Militancy Mars Climbers' Paradise
 
Geographically, Pakistan is a climbers paradise. It rivals Nepal for the number of peaks over 7,000 meters and is home to the world's second tallest mountain, K2, and three more that are among the world's 14 summits higher than 8,000 meters.
 
In more peaceful times, northern Pakistan's unspoilt beauty would be a major tourist draw, bringing sorely needed dollars to a nation that suffers repeated balance of payments crises.
 
FILE - A view of a snow-packed Nanga Parbat, the world's ninth highest peak, in northern Pakistan, July 14, 2004.FILE - A view of a snow-packed Nanga Parbat, the world's ninth highest peak, in northern Pakistan, July 14, 2004.
x
FILE - A view of a snow-packed Nanga Parbat, the world's ninth highest peak, in northern Pakistan, July 14, 2004.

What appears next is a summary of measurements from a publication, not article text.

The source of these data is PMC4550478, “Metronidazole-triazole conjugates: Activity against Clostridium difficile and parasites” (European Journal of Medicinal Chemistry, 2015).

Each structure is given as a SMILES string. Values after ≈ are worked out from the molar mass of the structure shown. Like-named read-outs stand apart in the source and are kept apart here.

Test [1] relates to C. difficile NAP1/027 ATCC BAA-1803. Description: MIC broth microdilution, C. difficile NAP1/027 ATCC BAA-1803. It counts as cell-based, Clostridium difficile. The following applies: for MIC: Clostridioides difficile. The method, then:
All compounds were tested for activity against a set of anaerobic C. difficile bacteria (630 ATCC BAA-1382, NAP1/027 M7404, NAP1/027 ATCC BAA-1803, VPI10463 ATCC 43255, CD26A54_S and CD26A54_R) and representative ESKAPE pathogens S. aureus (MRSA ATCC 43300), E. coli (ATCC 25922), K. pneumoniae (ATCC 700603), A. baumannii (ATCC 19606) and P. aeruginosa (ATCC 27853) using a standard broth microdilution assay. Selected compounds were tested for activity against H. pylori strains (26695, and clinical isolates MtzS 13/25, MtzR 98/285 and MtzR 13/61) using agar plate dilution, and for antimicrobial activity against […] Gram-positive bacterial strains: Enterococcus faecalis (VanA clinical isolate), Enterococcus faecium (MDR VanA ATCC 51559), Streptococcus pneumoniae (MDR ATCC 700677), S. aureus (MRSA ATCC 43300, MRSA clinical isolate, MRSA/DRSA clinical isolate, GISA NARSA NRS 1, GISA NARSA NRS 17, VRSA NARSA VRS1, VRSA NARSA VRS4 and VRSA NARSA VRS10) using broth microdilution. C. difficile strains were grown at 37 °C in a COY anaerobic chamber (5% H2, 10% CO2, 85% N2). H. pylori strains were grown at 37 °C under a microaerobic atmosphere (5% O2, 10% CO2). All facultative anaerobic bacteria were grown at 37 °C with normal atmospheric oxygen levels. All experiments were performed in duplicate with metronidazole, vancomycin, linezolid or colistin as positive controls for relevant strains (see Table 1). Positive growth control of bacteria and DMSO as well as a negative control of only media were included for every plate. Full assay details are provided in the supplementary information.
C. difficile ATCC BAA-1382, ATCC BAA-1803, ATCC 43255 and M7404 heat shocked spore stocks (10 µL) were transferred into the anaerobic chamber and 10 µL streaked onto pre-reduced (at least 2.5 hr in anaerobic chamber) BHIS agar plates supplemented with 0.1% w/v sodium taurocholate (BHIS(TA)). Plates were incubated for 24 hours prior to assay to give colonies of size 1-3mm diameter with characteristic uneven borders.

FILE - A view of a snow-packed Nanga Parbat, the world's ninth highest peak, in northern Pakistan, July 14, 2004.
Mountaineers, many from China, Russia and Eastern Europe, are among the last foreigners who regularly visit Pakistan for leisure. Tourism has been devastated since 2007 by militant attacks and fighting between the Taliban and the army in once popular tribal valleys such as Swat in the northwest.
 
The number of expeditions had also dwindled, but before the attack some 50 groups were expected this year in the remote Gilgit-Baltistan region, a stop over on the historic Silk Road.
 
That has changed following Sunday's massacre, which sparked protests on Monday in Chilas, the closest town to the base camp, which depends on climbing for income in the summer.
 
“I haven't slept since yesterday, it's a very sad situation,” said Ghulam Muhammed, whose company Blue Sky Treks and Tours guided five of the climbers killed at the base camp.
 
Blue Sky is based in the town of Skardu, which is heavily reliant on the income brought by outsiders.